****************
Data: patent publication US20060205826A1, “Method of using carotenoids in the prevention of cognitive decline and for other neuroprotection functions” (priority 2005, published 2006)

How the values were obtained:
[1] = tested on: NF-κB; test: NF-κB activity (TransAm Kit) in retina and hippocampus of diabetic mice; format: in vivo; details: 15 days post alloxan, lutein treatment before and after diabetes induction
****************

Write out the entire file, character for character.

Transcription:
Data: patent publication US20060205826A1, “Method of using carotenoids in the prevention of cognitive decline and for other neuroprotection functions” (priority 2005, published 2006)

How the values were obtained:
[1] = tested on: NF-κB; test: NF-κB activity (TransAm Kit) in retina and hippocampus of diabetic mice; format: in vivo; details: 15 days post alloxan, lutein treatment before and after diabetes induction